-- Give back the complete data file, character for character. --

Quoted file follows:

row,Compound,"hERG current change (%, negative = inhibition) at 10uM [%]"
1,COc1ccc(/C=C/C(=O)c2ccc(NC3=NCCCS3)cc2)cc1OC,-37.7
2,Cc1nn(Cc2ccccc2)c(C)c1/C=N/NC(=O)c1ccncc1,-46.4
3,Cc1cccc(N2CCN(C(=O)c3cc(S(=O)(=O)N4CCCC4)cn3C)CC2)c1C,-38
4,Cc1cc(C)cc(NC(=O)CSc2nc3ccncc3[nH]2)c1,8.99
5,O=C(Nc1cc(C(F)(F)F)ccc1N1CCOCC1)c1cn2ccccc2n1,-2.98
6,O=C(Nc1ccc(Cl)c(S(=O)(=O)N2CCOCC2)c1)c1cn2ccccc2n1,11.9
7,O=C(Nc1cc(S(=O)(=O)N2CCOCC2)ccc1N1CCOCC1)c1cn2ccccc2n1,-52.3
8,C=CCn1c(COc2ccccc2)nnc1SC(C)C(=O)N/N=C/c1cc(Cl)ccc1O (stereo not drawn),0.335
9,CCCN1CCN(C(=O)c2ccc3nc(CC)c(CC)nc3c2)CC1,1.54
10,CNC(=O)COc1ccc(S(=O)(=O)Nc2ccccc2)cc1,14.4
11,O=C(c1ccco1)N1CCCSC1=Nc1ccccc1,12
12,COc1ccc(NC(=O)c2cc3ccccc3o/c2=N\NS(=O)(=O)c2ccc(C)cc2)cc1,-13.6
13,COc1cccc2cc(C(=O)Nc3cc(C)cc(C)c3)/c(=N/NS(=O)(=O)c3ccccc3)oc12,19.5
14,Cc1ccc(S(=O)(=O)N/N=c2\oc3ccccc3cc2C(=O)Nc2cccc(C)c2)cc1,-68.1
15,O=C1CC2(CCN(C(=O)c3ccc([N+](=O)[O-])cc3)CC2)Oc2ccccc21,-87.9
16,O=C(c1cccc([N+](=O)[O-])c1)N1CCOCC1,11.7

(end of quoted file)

row,Compound,"hERG current change (%, negative = inhibition) at 10uM [%]"
1,COc1ccc(/C=C/C(=O)c2ccc(NC3=NCCCS3)cc2)cc1OC,-37.7
2,Cc1nn(Cc2ccccc2)c(C)c1/C=N/NC(=O)c1ccncc1,-46.4
3,Cc1cccc(N2CCN(C(=O)c3cc(S(=O)(=O)N4CCCC4)cn3C)CC2)c1C,-38
4,Cc1cc(C)cc(NC(=O)CSc2nc3ccncc3[nH]2)c1,8.99
5,O=C(Nc1cc(C(F)(F)F)ccc1N1CCOCC1)c1cn2ccccc2n1,-2.98
6,O=C(Nc1ccc(Cl)c(S(=O)(=O)N2CCOCC2)c1)c1cn2ccccc2n1,11.9
7,O=C(Nc1cc(S(=O)(=O)N2CCOCC2)ccc1N1CCOCC1)c1cn2ccccc2n1,-52.3
8,C=CCn1c(COc2ccccc2)nnc1SC(C)C(=O)N/N=C/c1cc(Cl)ccc1O (stereo not drawn),0.335
9,CCCN1CCN(C(=O)c2ccc3nc(CC)c(CC)nc3c2)CC1,1.54
10,CNC(=O)COc1ccc(S(=O)(=O)Nc2ccccc2)cc1,14.4
11,O=C(c1ccco1)N1CCCSC1=Nc1ccccc1,12
12,COc1ccc(NC(=O)c2cc3ccccc3o/c2=N\NS(=O)(=O)c2ccc(C)cc2)cc1,-13.6
13,COc1cccc2cc(C(=O)Nc3cc(C)cc(C)c3)/c(=N/NS(=O)(=O)c3ccccc3)oc12,19.5
14,Cc1ccc(S(=O)(=O)N/N=c2\oc3ccccc3cc2C(=O)Nc2cccc(C)c2)cc1,-68.1
15,O=C1CC2(CCN(C(=O)c3ccc([N+](=O)[O-])cc3)CC2)Oc2ccccc21,-87.9
16,O=C(c1cccc([N+](=O)[O-])c1)N1CCOCC1,11.7